The future success of these programs hinges on their ability to adapt and prove their value in a data-driven business environment.
 
Some of the key challenges we’ve seen B2B companies face are gaining market share, complex supply chains, and ensuring robust security.
 
First up, gaining market share. The challenge here is the competition is also offering attractive incentives to maintain reseller loyalty – everyone is aiming to achieve the same goal. Our response? Develop unique, value-driven incentive programs. It's crucial to understand and fulfill reseller needs and foster strong, trust-based relationships. We’ve seen companies seek out our guidance on what they can do differently, how they can stand out amongst their competition, with regards to their own loyalty program, and continue to gain market share.
 
Next, they face navigating complex supply chains. The ongoing issue is supply chain disruptions affecting product availability for our resellers. Our advice here is to make sure you’re not encouraging resellers to promote a product that they are struggling to keep in stock. Overpromising and under-delivering is not a path to success. Creating promotions that are realistic will earn trust and set your resellers up for success.
 
Lastly, there's the ever-important issue of ensuring robust security. With growing concerns about data security in the B2B network, we're seeing our clients and prospects take a more vested interest in our security and that of their solution providers. Making sure that we are secure is our top priority, because we know our clients’ (and their participants’) security relies on it. Clients understand that your security is only as strong as your ‘weakest link’, so they are more proactive towards keeping their supply chain strong and secure.
 
When it comes to the challenges we're seeing, our partners are first and foremost focused on figuring out how to tackle these issues head-on and find their way around them. That's their starting point. Then, naturally, their eyes turn to ROI – it's definitely high up on their list of priorities. What's really interesting, especially in the channel marketplace, is that getting a clear picture of ROI can be pretty tricky. A lot of companies struggle to measure it effectively because they're missing crucial end-user data that shows the real value of what they're doing. This is a common hurdle for channel companies, whose solutions often look like a jigsaw puzzle of different tools, solutions, and data sets. It can get a bit messy.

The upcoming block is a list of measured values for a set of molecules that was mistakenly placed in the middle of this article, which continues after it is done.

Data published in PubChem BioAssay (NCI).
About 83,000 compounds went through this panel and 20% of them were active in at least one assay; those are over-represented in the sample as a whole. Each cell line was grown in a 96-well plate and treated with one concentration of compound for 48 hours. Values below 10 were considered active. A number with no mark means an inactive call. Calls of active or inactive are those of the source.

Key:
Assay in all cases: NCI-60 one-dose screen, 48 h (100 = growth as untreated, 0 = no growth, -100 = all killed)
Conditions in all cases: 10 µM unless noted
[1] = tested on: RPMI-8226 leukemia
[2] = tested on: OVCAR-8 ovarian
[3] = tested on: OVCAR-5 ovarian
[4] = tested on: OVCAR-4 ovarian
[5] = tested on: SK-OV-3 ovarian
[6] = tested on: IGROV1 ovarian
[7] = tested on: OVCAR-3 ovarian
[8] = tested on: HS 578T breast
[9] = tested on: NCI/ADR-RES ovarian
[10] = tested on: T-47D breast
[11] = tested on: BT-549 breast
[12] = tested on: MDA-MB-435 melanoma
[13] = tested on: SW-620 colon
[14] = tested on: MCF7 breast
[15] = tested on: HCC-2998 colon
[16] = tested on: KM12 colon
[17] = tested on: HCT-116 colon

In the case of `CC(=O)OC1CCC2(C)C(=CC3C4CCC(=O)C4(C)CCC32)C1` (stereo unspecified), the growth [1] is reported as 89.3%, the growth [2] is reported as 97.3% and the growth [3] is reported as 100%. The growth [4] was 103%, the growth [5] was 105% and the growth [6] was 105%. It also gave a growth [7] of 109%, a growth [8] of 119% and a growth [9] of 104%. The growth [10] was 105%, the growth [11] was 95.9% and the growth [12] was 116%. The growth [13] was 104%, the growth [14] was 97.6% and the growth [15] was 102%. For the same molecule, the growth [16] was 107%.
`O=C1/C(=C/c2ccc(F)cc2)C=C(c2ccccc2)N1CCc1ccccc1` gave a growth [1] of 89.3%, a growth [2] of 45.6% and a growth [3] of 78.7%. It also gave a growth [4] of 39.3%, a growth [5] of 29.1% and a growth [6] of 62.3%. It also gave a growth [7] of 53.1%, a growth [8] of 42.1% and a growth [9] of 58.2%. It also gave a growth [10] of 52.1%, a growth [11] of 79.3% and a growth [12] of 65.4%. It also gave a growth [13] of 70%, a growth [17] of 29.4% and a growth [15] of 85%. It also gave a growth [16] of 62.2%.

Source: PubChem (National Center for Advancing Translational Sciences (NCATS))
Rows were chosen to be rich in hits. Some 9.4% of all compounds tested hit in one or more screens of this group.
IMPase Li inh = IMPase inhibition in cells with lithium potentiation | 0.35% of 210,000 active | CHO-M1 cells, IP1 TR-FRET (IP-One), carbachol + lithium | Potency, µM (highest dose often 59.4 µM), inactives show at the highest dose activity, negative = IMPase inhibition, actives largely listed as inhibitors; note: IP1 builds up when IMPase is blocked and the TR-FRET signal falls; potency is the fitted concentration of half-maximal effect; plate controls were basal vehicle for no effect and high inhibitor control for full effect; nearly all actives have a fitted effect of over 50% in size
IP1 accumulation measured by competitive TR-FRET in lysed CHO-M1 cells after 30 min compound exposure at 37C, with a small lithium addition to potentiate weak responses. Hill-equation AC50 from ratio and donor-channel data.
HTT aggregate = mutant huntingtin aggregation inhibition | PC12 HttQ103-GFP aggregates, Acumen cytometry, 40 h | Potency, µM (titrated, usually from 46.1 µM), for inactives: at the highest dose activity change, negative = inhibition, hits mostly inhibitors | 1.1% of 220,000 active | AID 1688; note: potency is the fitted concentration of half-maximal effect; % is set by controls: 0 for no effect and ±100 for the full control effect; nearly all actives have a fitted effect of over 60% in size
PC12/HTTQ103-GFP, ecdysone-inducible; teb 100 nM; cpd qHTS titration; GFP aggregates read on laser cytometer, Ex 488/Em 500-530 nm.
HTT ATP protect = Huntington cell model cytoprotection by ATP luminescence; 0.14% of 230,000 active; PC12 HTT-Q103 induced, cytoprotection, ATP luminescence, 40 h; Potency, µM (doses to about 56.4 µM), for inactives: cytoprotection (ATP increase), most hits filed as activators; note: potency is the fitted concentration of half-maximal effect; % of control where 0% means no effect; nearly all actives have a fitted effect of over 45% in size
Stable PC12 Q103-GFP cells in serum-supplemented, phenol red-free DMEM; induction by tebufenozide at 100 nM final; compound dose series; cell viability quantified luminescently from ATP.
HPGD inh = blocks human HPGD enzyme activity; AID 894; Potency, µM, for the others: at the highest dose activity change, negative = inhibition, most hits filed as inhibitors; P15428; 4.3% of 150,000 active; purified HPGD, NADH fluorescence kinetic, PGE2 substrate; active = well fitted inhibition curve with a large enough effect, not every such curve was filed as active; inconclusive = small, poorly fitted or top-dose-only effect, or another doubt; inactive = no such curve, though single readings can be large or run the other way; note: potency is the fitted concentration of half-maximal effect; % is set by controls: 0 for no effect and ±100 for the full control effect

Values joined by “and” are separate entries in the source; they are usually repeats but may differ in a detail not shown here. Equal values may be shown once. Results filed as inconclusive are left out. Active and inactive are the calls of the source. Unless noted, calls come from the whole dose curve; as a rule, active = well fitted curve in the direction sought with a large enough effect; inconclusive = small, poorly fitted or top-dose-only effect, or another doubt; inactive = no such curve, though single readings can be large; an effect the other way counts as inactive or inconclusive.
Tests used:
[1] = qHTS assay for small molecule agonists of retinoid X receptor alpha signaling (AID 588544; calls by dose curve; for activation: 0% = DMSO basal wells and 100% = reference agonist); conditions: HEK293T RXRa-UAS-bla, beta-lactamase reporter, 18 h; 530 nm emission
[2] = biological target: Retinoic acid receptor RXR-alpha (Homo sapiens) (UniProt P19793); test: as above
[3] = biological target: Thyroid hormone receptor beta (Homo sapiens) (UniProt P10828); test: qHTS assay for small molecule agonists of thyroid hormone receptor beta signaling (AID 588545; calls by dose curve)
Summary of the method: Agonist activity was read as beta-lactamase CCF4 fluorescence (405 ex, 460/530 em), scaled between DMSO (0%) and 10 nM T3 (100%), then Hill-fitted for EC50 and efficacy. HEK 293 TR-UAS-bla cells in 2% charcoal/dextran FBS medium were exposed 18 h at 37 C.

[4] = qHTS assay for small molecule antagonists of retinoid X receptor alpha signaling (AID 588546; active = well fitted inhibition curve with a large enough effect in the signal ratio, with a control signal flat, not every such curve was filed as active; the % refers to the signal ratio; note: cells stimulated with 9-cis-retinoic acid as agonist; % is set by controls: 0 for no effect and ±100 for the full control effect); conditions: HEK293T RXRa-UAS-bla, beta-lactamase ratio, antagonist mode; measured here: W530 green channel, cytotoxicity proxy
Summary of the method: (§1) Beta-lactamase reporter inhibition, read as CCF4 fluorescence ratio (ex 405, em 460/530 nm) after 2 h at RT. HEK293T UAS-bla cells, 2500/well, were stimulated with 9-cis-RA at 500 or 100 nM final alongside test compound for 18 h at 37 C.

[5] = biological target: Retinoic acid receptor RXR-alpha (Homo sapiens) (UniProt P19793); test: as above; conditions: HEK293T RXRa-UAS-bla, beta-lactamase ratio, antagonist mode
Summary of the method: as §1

In the rapidly evolving landscape of technology, especially within B2B companies, there's a notable shift towards integrating diverse tech solutions. This integration is crucial for both sales and non-sales employees, addressing the complexity brought by the vast array of available technologies. Companies are increasingly seeking "one-stop shop" solutions to streamline processes, reduce overheads, and enhance efficiency. And of course, you can’t discuss technological changes without mentioning AI, in all shapes and forms. Everyone’s talking about it, but most people aren’t quite sure how to harness its power.
 
In 2024, the trends in rewards and travel experiences are poised for a significant shift. With expectations of a more stable financial year, there's anticipated growth in luxury spending and a greater inclination towards novelty rewards. This marks a contrast from 2023, where the increase in gift card redemptions predominantly addressed essential needs, a reflection of the inflationary pressures and rising costs of goods. The coming year is likely to see a resurgence in more indulgent spending, with travel playing a key role. This shift towards frivolous spending suggests a renewed appetite for experiences over material goods, likely driving a renewed interest in unique and memorable travel opportunities.

In the evolving realm of incentive programs, there's a growing demand for specialized services, particularly in communication and engagement strategies.
 
Companies are recognizing the intricacies of maintaining a robust recognition program and seek expertise in effectively connecting with and consistently engaging their participants. This need mirrors the importance of staying top of mind with customers, extending to resellers amidst competition from programs with extensive reward offerings. Given this trend, a potential model for charging could be structured around these professional services, offering tailored communication and engagement solutions to enhance the impact and visibility of recognition programs.